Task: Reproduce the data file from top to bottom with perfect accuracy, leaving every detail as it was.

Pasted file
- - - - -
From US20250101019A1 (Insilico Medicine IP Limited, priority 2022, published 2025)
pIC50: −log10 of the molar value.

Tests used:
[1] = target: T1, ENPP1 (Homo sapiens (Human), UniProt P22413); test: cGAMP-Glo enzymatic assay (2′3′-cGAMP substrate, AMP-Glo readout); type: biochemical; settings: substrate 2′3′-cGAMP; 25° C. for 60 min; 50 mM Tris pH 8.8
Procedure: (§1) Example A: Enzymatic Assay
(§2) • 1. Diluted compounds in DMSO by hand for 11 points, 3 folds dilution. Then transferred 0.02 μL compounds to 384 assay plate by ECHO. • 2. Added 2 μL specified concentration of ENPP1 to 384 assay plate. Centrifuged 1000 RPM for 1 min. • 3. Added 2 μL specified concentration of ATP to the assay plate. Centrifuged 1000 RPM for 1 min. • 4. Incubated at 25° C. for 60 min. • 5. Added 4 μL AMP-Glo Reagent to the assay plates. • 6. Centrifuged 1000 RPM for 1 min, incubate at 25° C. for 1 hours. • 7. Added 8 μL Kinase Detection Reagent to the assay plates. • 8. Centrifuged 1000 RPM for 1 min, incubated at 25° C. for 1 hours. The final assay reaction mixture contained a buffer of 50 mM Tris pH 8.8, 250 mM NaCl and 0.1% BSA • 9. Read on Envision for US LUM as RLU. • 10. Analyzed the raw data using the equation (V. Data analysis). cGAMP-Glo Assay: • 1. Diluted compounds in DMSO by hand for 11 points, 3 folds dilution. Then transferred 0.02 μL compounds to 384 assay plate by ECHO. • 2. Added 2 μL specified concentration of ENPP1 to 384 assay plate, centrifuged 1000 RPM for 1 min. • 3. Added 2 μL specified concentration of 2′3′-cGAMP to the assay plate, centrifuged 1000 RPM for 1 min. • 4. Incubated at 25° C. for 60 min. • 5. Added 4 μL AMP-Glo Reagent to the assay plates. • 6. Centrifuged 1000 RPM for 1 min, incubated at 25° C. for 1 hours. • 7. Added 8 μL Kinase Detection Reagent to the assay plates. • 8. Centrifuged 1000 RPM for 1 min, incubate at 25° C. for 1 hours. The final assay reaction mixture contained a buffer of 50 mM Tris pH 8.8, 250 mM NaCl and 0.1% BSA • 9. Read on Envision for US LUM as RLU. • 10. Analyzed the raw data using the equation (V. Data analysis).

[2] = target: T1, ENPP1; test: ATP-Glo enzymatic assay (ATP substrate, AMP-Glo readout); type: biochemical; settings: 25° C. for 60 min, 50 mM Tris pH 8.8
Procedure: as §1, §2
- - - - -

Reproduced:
From US20250101019A1 (Insilico Medicine IP Limited, priority 2022, published 2025)
pIC50: −log10 of the molar value.

Tests used:
[1] = target: T1, ENPP1 (Homo sapiens (Human), UniProt P22413); test: cGAMP-Glo enzymatic assay (2′3′-cGAMP substrate, AMP-Glo readout); type: biochemical; settings: substrate 2′3′-cGAMP; 25° C. for 60 min; 50 mM Tris pH 8.8
Procedure: (§1) Example A: Enzymatic Assay
(§2) • 1. Diluted compounds in DMSO by hand for 11 points, 3 folds dilution. Then transferred 0.02 μL compounds to 384 assay plate by ECHO. • 2. Added 2 μL specified concentration of ENPP1 to 384 assay plate. Centrifuged 1000 RPM for 1 min. • 3. Added 2 μL specified concentration of ATP to the assay plate. Centrifuged 1000 RPM for 1 min. • 4. Incubated at 25° C. for 60 min. • 5. Added 4 μL AMP-Glo Reagent to the assay plates. • 6. Centrifuged 1000 RPM for 1 min, incubate at 25° C. for 1 hours. • 7. Added 8 μL Kinase Detection Reagent to the assay plates. • 8. Centrifuged 1000 RPM for 1 min, incubated at 25° C. for 1 hours. The final assay reaction mixture contained a buffer of 50 mM Tris pH 8.8, 250 mM NaCl and 0.1% BSA • 9. Read on Envision for US LUM as RLU. • 10. Analyzed the raw data using the equation (V. Data analysis). cGAMP-Glo Assay: • 1. Diluted compounds in DMSO by hand for 11 points, 3 folds dilution. Then transferred 0.02 μL compounds to 384 assay plate by ECHO. • 2. Added 2 μL specified concentration of ENPP1 to 384 assay plate, centrifuged 1000 RPM for 1 min. • 3. Added 2 μL specified concentration of 2′3′-cGAMP to the assay plate, centrifuged 1000 RPM for 1 min. • 4. Incubated at 25° C. for 60 min. • 5. Added 4 μL AMP-Glo Reagent to the assay plates. • 6. Centrifuged 1000 RPM for 1 min, incubated at 25° C. for 1 hours. • 7. Added 8 μL Kinase Detection Reagent to the assay plates. • 8. Centrifuged 1000 RPM for 1 min, incubate at 25° C. for 1 hours. The final assay reaction mixture contained a buffer of 50 mM Tris pH 8.8, 250 mM NaCl and 0.1% BSA • 9. Read on Envision for US LUM as RLU. • 10. Analyzed the raw data using the equation (V. Data analysis).

[2] = target: T1, ENPP1; test: ATP-Glo enzymatic assay (ATP substrate, AMP-Glo readout); type: biochemical; settings: 25° C. for 60 min, 50 mM Tris pH 8.8
Procedure: as §1, §2